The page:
Responsive to His Grace

Responsive to His Grace

What on earth is grace?

Grace can be defined as God’s astounding, scandalous, undeserved and unmerited love and His power to transform us.

Whilst we can define grace, grace is so hard for us to comprehend because grace is so foreign and alien to our world.

Love in our world:

  • is something that is earned;
  • love is something that is conditional;
  • love is something that is traded.

The world doesn’t know much of a love that is undeserved and unmerited, especially from a God.

A number of years ago a conference was held in the UK on comparative religions. Experts discussed religions, past and present. Eventually the discussion centred on Christianity. The experts were invited to consider what, if any, belief was unique to the Christian faith.

As quick as the ideas were presented, they were dismissed:

  • Healing – Lots of religions have stories of healing
  • Incarnation – Other religions also had gods’ appearing in human form.
  • Resurrection –  Again, other religions had accounts of people being raised to life.

The experts turned to CS Lewis and asked, him what he thought Christianity’s unique contribution was among world religions.

Lewis responded, “Oh, that’s easy. It’s grace.” God’s undeserved and unmerited love was unheard of in every other religion known to mankind.

Philip Yancey in his book What’s so amazing about Grace writes:

The notion of God’s love coming to us free of charge, no strings attached, seems to go against every instinct of humanity. The Buddhist eight-fold path, the Hindu doctrine of karma, the Jewish covenant, and the Muslim code of law — each of these offers a way to earn approval. Only Christianity dares to make God’s love unconditional.

Jesus lived out Grace

Jesus never defined or explained grace in His teachings. In the Gospels the word is scarcely used by him. But Jesus did reveal Grace to us by how He lived in the way He forgave sinners, embraced the destitute and unclean. Jesus oozed grace.

His greatest expression of grace was the Cross.

Romans 5:8 says:

But God demonstrates his own love for us in this: While we were still sinners, Christ died for us.

Stripped of every dignity, having been falsely accused and brutally beaten, and hanging on an instrument of torture designed to kill Him, Jesus says these words:

”Father, forgive them, for they know not what they do.” (Luke 24:34)

That is grace in motion. Jesus embodied Grace for us in life. He unveiled to the world a new value system that had the power to touch the hearts of the most callous and transform the most vile.

The Roman centurion responsible for overseeing Jesus’ execution remarked,

“Surely he was the Son of God!” Matthew 27:54

Grace means that no mistake we make in life disqualifies us from God’s love. It means that no person is beyond redemption, no human stain beyond cleansing. We live in a world that judges people by their behaviour and requires criminals, debtors, and moral failures to live with the consequences. Even the church finds it difficult to forgive those who fall short.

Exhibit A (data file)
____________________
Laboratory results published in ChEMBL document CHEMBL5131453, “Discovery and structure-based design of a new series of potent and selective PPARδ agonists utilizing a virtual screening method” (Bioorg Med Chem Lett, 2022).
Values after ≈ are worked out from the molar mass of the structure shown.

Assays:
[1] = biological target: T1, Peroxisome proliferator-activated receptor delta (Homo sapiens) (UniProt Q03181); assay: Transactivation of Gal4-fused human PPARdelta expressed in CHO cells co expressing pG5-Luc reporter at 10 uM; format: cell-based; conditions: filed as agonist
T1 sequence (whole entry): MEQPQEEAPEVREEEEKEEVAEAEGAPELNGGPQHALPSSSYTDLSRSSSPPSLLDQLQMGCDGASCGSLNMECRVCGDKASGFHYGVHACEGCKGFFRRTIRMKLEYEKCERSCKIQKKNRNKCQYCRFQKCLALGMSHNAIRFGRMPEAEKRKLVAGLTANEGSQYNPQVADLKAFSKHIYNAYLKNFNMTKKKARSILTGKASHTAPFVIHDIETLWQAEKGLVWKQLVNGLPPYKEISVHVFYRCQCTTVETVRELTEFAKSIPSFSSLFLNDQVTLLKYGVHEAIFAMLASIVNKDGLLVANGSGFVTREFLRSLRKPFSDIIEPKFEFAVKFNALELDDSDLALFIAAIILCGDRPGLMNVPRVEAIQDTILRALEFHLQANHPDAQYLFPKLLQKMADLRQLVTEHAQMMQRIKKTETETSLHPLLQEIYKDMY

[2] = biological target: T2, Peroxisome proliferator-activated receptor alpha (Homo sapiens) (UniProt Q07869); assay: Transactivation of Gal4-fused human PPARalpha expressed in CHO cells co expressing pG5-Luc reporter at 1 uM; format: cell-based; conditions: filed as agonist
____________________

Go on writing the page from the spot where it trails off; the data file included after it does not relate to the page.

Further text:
Grace is irrational, unfair, unjust, and only makes sense if I believe in another world governed by a merciful God who always offers another chance…

Philip Yancey

How to value Grace?

God invites us to enjoy Him.

Psalm 37:4 tells us:

Take delight in the Lord

The outcome of the invitation to delight in the Lord is that He then correspondingly gives us the desires of our heart.

Sam Storms says this about delighting in and enjoying God:

There was a time when I thought the verb “enjoy” and the noun “God” should never be used in the same sentence. I could understand “fearing” God and “obeying” God, even “loving” God. But “enjoying” God struck me as inconsistent with the biblical mandate both to glorify God, on the one hand, and deny myself, on the other. How could I be committed above all else to seeking God’s glory if I were concerned about my own joy? My gladness and God’s glory seemed to cancel each other out. I had to choose between one or the other, but embracing them both struck me as out of the question. Worse still, enjoying God sounded a bit too lighthearted, almost casual, perhaps even flippant, and I knew that Christianity was serious business.

Then I read Jonathan Edwards. Something he said hit me like a bolt of lightning. …

“God is glorified not only by his glory’s being seen, but by its being rejoiced in. When those that see it delight in it, God is more glorified than if they only see it. God made the world that he might communicate, and the creature receive, his glory . . . both [with] the mind and the heart. He that testifies his having an idea of God’s glory [doesn’t] glorify God so much as he that testifies also his approbation [i.e., his heartfelt commendation or praise] of it and his delight in it” 

God invites us to be Christian hedonists. Christian hedonism is the idea that God is most glorified in us when we are most satisfied in him.

So the question remains, how do we jump into the pool of God’s Grace?